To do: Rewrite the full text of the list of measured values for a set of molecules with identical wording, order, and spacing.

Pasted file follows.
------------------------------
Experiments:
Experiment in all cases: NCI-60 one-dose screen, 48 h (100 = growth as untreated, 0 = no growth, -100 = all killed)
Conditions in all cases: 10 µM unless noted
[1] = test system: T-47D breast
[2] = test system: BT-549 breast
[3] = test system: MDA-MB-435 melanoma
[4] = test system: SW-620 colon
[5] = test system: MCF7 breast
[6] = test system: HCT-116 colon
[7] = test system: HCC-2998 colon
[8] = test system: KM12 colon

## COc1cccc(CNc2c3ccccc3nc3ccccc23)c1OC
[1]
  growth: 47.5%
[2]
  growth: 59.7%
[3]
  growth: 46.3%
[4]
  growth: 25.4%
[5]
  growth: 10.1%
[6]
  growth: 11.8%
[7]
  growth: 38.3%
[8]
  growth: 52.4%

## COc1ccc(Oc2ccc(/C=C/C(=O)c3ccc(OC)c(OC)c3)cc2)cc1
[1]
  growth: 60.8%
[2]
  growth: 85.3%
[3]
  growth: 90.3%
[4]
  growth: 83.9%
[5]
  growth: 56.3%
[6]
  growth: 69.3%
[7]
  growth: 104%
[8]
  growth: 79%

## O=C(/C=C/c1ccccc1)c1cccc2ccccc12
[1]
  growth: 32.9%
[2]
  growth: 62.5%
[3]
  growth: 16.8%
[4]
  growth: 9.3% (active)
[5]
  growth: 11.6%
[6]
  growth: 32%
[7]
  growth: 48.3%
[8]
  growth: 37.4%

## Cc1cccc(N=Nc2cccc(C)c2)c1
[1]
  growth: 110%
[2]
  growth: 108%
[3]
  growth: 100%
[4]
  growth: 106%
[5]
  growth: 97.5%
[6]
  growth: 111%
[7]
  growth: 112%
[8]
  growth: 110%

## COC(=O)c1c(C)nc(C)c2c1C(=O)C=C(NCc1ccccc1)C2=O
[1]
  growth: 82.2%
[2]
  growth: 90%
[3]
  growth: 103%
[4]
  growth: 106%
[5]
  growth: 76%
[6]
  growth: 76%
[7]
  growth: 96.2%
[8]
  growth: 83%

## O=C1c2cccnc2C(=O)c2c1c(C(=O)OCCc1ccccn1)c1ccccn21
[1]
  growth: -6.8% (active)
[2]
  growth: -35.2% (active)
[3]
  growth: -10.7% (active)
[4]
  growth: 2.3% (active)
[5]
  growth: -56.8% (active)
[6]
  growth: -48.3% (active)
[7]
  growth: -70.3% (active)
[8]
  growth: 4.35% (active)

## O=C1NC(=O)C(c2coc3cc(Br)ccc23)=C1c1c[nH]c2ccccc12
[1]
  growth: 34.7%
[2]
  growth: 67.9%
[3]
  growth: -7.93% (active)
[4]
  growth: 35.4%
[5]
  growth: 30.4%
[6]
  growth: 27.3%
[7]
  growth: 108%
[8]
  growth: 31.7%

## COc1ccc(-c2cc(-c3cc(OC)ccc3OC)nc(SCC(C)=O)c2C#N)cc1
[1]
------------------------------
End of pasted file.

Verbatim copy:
Experiments:
Experiment in all cases: NCI-60 one-dose screen, 48 h (100 = growth as untreated, 0 = no growth, -100 = all killed)
Conditions in all cases: 10 µM unless noted
[1] = test system: T-47D breast
[2] = test system: BT-549 breast
[3] = test system: MDA-MB-435 melanoma
[4] = test system: SW-620 colon
[5] = test system: MCF7 breast
[6] = test system: HCT-116 colon
[7] = test system: HCC-2998 colon
[8] = test system: KM12 colon

## COc1cccc(CNc2c3ccccc3nc3ccccc23)c1OC
[1]
  growth: 47.5%
[2]
  growth: 59.7%
[3]
  growth: 46.3%
[4]
  growth: 25.4%
[5]
  growth: 10.1%
[6]
  growth: 11.8%
[7]
  growth: 38.3%
[8]
  growth: 52.4%

## COc1ccc(Oc2ccc(/C=C/C(=O)c3ccc(OC)c(OC)c3)cc2)cc1
[1]
  growth: 60.8%
[2]
  growth: 85.3%
[3]
  growth: 90.3%
[4]
  growth: 83.9%
[5]
  growth: 56.3%
[6]
  growth: 69.3%
[7]
  growth: 104%
[8]
  growth: 79%

## O=C(/C=C/c1ccccc1)c1cccc2ccccc12
[1]
  growth: 32.9%
[2]
  growth: 62.5%
[3]
  growth: 16.8%
[4]
  growth: 9.3% (active)
[5]
  growth: 11.6%
[6]
  growth: 32%
[7]
  growth: 48.3%
[8]
  growth: 37.4%

## Cc1cccc(N=Nc2cccc(C)c2)c1
[1]
  growth: 110%
[2]
  growth: 108%
[3]
  growth: 100%
[4]
  growth: 106%
[5]
  growth: 97.5%
[6]
  growth: 111%
[7]
  growth: 112%
[8]
  growth: 110%

## COC(=O)c1c(C)nc(C)c2c1C(=O)C=C(NCc1ccccc1)C2=O
[1]
  growth: 82.2%
[2]
  growth: 90%
[3]
  growth: 103%
[4]
  growth: 106%
[5]
  growth: 76%
[6]
  growth: 76%
[7]
  growth: 96.2%
[8]
  growth: 83%

## O=C1c2cccnc2C(=O)c2c1c(C(=O)OCCc1ccccn1)c1ccccn21
[1]
  growth: -6.8% (active)
[2]
  growth: -35.2% (active)
[3]
  growth: -10.7% (active)
[4]
  growth: 2.3% (active)
[5]
  growth: -56.8% (active)
[6]
  growth: -48.3% (active)
[7]
  growth: -70.3% (active)
[8]
  growth: 4.35% (active)

## O=C1NC(=O)C(c2coc3cc(Br)ccc23)=C1c1c[nH]c2ccccc12
[1]
  growth: 34.7%
[2]
  growth: 67.9%
[3]
  growth: -7.93% (active)
[4]
  growth: 35.4%
[5]
  growth: 30.4%
[6]
  growth: 27.3%
[7]
  growth: 108%
[8]
  growth: 31.7%

## COc1ccc(-c2cc(-c3cc(OC)ccc3OC)nc(SCC(C)=O)c2C#N)cc1
[1]